Women’s Human Rights in Egypt: Food, Safety, and Political Participation
Poverty among women and gender violence in Egypt, while longstanding, have increased in recent years and require immediate attention. While women-based labor unions in the manufacturing cities of Egypt significantly catalyzed the Egyptian revolution of 2011, the rates of poverty and hunger are increasing everyday, impacting women and children disproportionately. Additionally, since the revolution began in January 2011, political groups have used sexual violence as a tool to quell social movements working towards democratic change. Methods such as virginity testing, beatings, and sexual harassment have become normalized tactics to suppress women from political participation and punish their male counterparts or families. However, limited research has documented the gendered realities of this revolution. For instance, there exist virtually no documentation explaining the factors that brought massive numbers of poor women to the revolution or the significance of gender to their participation. Virtually no analyses exist regarding why gang rapes began occurring in November 2012 or there has been a rise in incidents of sexual violence.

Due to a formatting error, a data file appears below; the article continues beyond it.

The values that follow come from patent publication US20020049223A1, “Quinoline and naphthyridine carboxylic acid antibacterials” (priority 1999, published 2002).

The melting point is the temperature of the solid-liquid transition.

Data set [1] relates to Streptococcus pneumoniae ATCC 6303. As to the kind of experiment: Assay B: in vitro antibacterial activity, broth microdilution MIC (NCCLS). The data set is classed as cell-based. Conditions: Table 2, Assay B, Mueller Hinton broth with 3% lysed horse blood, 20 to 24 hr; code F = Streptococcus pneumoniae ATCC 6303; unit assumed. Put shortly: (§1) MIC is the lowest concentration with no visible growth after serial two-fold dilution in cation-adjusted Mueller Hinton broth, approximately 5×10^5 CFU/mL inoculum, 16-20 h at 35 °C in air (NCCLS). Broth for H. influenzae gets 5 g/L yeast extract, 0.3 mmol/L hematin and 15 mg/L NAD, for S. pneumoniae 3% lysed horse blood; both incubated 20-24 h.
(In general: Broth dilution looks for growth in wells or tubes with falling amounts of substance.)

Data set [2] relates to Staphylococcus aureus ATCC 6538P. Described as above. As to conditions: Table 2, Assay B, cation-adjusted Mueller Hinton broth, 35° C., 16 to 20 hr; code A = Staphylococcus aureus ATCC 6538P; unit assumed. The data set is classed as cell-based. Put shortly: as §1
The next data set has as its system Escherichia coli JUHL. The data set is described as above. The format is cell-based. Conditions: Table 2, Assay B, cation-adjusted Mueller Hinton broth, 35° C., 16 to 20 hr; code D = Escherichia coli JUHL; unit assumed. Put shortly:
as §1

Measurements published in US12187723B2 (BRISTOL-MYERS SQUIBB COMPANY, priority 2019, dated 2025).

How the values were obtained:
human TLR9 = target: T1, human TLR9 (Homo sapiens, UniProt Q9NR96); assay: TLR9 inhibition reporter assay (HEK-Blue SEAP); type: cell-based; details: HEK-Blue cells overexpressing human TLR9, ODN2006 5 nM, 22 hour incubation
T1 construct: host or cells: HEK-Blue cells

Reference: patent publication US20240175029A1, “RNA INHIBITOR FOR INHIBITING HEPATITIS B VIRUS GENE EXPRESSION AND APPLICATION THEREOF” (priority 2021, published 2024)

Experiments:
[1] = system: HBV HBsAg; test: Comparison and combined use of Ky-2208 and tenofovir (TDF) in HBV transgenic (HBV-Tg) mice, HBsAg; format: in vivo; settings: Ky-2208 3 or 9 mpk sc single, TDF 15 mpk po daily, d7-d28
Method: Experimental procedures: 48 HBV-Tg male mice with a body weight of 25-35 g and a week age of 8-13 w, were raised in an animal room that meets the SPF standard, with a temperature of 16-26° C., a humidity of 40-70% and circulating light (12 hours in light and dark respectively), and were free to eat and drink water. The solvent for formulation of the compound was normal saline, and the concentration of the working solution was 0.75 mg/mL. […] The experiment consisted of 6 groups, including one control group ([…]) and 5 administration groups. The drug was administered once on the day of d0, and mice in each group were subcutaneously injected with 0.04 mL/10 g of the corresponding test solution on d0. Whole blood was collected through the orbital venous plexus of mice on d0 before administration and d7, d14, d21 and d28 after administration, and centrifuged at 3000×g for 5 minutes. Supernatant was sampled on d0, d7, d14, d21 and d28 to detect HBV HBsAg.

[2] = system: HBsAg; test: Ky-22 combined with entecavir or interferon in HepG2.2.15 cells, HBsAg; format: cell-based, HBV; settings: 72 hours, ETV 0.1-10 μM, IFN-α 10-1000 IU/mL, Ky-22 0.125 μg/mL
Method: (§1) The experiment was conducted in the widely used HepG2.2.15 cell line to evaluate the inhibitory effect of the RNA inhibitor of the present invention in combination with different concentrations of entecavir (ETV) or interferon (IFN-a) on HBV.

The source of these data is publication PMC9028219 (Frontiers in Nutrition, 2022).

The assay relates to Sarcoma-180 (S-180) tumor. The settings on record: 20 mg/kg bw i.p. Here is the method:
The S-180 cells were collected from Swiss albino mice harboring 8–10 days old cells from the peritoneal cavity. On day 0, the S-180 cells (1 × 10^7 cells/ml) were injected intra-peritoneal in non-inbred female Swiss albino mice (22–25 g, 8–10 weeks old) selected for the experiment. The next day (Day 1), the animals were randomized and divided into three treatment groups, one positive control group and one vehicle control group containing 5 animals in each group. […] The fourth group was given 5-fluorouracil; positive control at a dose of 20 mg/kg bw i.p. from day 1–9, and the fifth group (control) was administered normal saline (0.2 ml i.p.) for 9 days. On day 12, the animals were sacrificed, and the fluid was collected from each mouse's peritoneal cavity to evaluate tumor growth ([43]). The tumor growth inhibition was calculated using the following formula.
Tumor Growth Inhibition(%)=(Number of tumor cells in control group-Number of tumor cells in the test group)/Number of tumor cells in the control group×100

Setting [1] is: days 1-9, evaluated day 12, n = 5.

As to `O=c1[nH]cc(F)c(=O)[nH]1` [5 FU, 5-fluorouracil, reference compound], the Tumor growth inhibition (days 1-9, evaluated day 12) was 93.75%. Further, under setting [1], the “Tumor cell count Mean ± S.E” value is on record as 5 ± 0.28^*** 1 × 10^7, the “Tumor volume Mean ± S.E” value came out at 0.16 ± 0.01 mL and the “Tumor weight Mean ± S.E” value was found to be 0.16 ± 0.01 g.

This project documents the distinct ways that poverty and gender violence have impacted Egyptian women’s lives since the beginning of the Egyptian revolution of 2011. Based on this documentation, I will produce an on-line digital archive that will benefit local and global researchers, women’s rights and human rights advocates and policy makers committed to addressing these problems. I will also publish scholarly essays on these themes. This project is based upon ethnographic research in Cairo, Egypt between July and December 2012, archival research, and an ongoing collaboration with the Egyptian feminist organization, Women and Memory Forum. The project coincides with the efforts of various Egyptian women’s organizations already working with local and global policy makers in order to: a) create public debate on poverty and violence; b) make public spaces more safe; c) increase social responsibility related to gender violence; and d) institutionalize political and legal structures for ending gender violence. This project will also benefit any individual or institution working to end poverty and violence in Muslim majority countries or working more generally to end violence against women within the context of social movements, revolutions, or political conflicts.
Nadine Naber, College of LSA